Call to action: Stop the invasion of the Japanese beetle

The Japanese beetle (Popillia japonica) is currently spreading in Europe. An invasive species that spreads easily in the course of trade and human traffic and can cause massive damage. The invasive beetle threatens the entire agricultural sector, urban landscapes and biodiversity in infested areas.

History of invasion in Europe

2014 first sighted in northern Italy. Gradual expansion and increase in population.
2017 discovered on the southern border of Switzerland, further spread to the north.
2023 discovered north of the Alps (near Zurich), in Italy in the Friuli-Venezia Giulia region and in the southernmost region of the canton of Wallis in Switzerland.
In a survey in 2023, more than 1500 beetles were detected, indicating that the Japanese beetle must have been established there several years before the outbreak was discovered.

 The IPM-Popillia project

The European IPM-Popillia project, in which e-nema GmbH is also involved, is creating ways of controlling the spread of the Japanese beetle. The aim is to prevent high population concentrations and plant damage in continental Europe.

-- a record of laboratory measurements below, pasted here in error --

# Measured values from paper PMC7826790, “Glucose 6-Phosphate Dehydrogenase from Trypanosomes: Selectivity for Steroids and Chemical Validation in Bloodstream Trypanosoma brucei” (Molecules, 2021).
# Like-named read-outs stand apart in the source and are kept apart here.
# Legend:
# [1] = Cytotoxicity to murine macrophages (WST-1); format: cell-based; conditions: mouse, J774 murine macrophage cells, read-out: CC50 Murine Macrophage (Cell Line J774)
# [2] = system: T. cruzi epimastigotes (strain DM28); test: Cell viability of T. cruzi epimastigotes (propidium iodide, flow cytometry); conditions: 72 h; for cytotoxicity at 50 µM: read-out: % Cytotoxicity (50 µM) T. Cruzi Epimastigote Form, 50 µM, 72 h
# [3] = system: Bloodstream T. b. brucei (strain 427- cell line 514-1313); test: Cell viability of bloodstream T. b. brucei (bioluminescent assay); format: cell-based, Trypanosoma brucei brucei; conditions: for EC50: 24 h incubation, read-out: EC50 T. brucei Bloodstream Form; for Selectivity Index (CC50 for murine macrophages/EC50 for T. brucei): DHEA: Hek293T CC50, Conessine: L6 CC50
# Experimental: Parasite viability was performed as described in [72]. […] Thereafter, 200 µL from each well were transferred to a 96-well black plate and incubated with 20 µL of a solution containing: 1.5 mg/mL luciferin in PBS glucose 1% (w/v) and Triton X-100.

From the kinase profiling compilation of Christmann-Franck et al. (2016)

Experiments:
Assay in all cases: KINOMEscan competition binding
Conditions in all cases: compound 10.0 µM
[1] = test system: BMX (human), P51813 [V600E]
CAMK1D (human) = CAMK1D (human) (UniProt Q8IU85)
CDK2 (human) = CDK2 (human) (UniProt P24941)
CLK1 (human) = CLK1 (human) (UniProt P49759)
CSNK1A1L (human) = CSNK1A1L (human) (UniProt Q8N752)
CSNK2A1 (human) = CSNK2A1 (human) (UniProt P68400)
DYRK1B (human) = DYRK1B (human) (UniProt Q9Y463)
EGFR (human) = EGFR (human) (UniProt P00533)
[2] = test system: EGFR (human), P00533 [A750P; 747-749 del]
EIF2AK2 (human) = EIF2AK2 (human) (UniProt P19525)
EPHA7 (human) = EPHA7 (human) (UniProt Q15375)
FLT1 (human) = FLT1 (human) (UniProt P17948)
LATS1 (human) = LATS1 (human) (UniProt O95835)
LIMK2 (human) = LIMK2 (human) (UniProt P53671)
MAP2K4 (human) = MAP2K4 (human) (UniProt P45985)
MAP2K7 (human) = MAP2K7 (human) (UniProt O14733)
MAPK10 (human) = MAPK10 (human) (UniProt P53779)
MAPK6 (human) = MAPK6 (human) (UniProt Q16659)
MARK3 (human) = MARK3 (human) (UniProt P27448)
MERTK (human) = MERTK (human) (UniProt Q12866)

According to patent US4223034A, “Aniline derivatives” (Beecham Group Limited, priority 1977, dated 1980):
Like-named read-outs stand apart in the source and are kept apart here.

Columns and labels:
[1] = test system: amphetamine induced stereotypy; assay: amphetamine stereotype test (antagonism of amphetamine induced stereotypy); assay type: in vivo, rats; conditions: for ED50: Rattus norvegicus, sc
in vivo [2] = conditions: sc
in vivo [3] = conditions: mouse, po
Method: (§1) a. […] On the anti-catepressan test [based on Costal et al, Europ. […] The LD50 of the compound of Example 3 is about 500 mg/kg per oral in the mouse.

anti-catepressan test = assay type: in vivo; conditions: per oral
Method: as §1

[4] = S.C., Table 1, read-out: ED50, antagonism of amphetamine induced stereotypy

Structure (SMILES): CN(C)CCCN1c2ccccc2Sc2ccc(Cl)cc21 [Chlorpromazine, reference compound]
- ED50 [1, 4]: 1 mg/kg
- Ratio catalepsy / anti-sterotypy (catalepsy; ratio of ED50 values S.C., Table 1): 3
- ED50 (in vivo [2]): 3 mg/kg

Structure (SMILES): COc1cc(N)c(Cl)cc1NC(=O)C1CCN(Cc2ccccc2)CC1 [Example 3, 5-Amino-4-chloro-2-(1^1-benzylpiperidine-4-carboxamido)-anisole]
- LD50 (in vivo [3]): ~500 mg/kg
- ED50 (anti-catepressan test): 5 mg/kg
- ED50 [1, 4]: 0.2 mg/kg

The IPM-Popillia project provides tools and advice on how to control the invasive species on a larger, continental European scale and how to better prepare for similar outbreaks in the future.

 Host plants of the Japanese beetle

The Japanese beetle can feed on over 400 different host plants. Some of these host plants, such as grapevines, berries, corn or soybeans, are of great economic importance. Landscape trees such as lime and birch, as well as ornamental plants such as roses, wisteria and mallow are also affected.

 Life cycle of the Japanese beetle

The beetle normally develops one generation of beetles per year.
Its larvae overwinter in the soil. When soil temperatures rise in early spring, they come closer to the surface and begin to feed on plant roots. The adult beetles hatch between mid-May and mid-July and are active until September. The first wave of flights takes place at the end of June, followed by the main flight of the beetles in the first weeks of July.

Call to action

The public can play their part in helping researchers find a sustainable solution to the spread of the Japanese beetle.
With the IPM Citizen Science App, anyone can report sightings of beetles in their garden, on farms or in public places simply by using a smartphone. The submitted photos of the beetles and the information provided will help to better understand the spread of the Japanese beetle and find new ways to stop or contain it.

The cooperation of farmers in particular is very important for the project. The use of the IPM App in agricultural areas will provide valuable information about the spread of the beetles, their host plants and the extent of the damage caused.

The IPM App is available at www.popillia.eu  for Android and iPhones. Download the App today, become a member of the user community and share your observations with the IPM-Popillia project!